Unfortunately, just as it was about to go all gonzo and get crazy, we ran out of time. Hopefully, though, we’ll be able to finish up this game and do some other cool roleplaying in the near future.
Time: 180+ minutes
Players: Britt*, Norton, Kenny*, & Tom*
I really like The Shab Al-Hiri Roach. It’s so totally a non-traditional, “storygame” RPG, which I know isn’t everyone’s cup of tea. But if you’re willing to open your mind a little bit to the mechanical parts of the game and let yourself be creative in this horribly dark comedic setting, it’s pretty awesome. Mostly, I like how the players get to totally decide what the tone and theme of play will be. I’ve heard of games that never got more crazy than a dirty scheme to become department chair, while most of my plays have been more along the lines of ending when the University literally exploded.
But, amazingly, I think that actually catches me up on what I’ve been playing at game night recently. Of course, today is Tuesday, so more games are waiting for me soon!
Other Games Played
Time: 43, 41, 46, 37, 37, 55, 40 minutes
Game 1: Brandon (Gabriel Santiago) 8, Chris (Replicating Perfection) 3
Game 2: Brandon (HB ETF) 7, Chris (Reina Roja) 0
Game 3: Chris (Kate) 9, Britt (Weyland BWBI) 4
Game 4: Britt (Whizzard) 7, Chris (Jinteki Replicating Perfection) 3
Game 5: Chris (J-RP) – Win; Sceadeau (Chaos Theory) – Flatline
Game 6: Chris (J-RP) – Win, Britt (Reina Roja) – Flatline
Game 7: Britt (HB ETF) 7, Chris (Reina Roja) 2
Ratings: Britt 9, Chris 10
Blue Moon Legends
Time: 42 minutes
Score: Chris* 5, Sceadeau 4
Ratings: Chris 8
Time: 152, 102 minutes
Game 1: Sceadeau 99, Divoran 94, James E* 91, Chris* 76, Ian 75
Game 2: Sceadeau 95, Chris 92, James E 80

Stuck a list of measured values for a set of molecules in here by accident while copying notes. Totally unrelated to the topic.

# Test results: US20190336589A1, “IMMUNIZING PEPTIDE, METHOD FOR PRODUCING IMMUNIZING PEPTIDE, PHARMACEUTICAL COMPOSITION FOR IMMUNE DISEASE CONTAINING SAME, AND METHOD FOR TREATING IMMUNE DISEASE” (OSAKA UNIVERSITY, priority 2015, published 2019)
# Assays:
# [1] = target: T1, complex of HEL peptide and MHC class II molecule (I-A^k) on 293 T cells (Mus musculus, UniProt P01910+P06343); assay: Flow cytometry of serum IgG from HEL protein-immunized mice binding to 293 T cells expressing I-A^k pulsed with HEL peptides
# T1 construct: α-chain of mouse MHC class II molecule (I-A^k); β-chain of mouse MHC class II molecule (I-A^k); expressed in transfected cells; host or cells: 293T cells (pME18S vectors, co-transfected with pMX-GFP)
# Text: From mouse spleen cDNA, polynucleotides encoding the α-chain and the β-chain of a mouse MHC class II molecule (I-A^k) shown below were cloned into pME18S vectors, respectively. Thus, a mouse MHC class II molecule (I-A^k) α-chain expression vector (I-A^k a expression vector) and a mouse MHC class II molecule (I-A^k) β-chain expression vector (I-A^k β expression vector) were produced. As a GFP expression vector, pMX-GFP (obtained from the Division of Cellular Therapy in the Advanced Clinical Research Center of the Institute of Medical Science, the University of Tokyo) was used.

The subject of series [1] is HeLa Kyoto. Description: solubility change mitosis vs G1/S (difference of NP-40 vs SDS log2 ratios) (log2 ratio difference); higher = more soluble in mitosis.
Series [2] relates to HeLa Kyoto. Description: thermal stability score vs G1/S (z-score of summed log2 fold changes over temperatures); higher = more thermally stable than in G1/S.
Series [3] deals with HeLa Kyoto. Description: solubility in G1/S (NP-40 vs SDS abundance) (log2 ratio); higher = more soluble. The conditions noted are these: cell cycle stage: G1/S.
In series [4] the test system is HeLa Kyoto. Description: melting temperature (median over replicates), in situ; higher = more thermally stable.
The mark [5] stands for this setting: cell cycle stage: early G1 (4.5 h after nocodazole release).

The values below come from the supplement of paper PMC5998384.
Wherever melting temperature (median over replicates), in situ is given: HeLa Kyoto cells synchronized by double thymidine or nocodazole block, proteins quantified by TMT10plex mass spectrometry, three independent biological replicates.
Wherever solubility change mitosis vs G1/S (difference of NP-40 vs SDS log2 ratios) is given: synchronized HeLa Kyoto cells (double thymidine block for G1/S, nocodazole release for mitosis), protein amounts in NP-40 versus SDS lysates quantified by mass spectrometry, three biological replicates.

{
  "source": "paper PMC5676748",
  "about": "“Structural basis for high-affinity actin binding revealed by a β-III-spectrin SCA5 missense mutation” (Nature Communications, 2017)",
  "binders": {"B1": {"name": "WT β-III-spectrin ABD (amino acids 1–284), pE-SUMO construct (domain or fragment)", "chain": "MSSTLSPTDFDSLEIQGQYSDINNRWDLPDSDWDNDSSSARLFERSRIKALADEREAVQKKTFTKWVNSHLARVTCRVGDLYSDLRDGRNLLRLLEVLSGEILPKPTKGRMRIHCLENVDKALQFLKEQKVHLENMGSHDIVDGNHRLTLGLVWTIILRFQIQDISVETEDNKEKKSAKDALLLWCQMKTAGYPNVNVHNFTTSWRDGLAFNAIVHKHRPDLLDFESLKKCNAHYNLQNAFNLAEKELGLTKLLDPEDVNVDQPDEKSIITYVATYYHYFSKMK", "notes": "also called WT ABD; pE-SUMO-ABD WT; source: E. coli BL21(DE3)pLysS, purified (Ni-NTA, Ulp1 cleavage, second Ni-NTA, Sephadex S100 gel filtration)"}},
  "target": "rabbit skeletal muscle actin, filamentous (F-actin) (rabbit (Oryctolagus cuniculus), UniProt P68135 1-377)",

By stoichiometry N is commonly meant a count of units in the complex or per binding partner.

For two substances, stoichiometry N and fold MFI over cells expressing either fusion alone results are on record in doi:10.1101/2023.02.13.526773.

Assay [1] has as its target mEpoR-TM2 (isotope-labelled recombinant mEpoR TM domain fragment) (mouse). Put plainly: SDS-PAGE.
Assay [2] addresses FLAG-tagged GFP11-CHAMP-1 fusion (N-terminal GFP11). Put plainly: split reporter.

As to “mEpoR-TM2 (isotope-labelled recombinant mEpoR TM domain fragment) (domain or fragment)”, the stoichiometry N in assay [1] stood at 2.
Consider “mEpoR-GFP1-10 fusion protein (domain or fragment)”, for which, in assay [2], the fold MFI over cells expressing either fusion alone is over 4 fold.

Ratings: Sceadeau 9, Divoran 9, James E 9, Chris 9, Ian 9
Galactic Strike Force
Time: 51, 53 minutes
Game 1: Chris & James E – Win; Technovore Infestation – Lose
Game 2: John*, Joe*, & Chris – Win; Technovore Infestation – Lose
Ratings: Chris 6.5
Time: 90 minutes
Score: Sceadeau 18, John* 15.23, Davorian 15.18, Stacy 15.3, Rob 12
Ratings: John 8, Stacy 8, Rob 7
Time: ??, 34 minutes
Game 1: Keith ?, Kenny ?
Game 2: Keith 7, Darren 0
Ratings: Keith 7
Time: 45 minutes
Score: Chris 110, Keith 97, James E 95, Sceadeau 91, Ken 87
Ratings: Chris 9
Time: 30 minutes
Score: Sceadeau 104, Chris 75, Keith* 35, James E* 7
Ratings: Chris 7.5
Race for the Galaxy
Time: 22, 37 minutes
Game 1: James 67, Kenny 59, Keith 18
Game 2: Chris 55, Ken 47, John* 36
Ratings: Keith 6, Chris 10
Score: James E 5, James K 0
Ratings: James E 9, James K 9.5
Time: 68 minutes
Score: Stacy 34, Chris 31, John* 25, Ken 20
Ratings: Chris 9.5
Sentinels of the Multiverse
Time: 46 minutes
Score: Heroes (Britt, Chris, Darren, & Ken) – Win; Ambuscade in the Realm of Discord – Lose
Ratings: Chris 10
Time: 82 minutes
Score: Joe* 232, Chris 221, James K 196, John* 193
Ratings: Chris 9, John 5
Time: 26 minutes
Score: Keith 6, Ray* 4
Ratings: Keith 7
Time: 60 minutes
Score: Chris* 97, Stacy 79, Joe* 78, John* 72
Ratings: Chris 7.5, Stacy 8, Joe 7, John 8
Time: 35 minutes (3 rounds)
Score: Keith 62, Ray 89, Joe* 106, Chris 122, John* 140
Ratings: Keith 8, Ray ?, Joe 8, Chris 9, John 9
* First play for that Person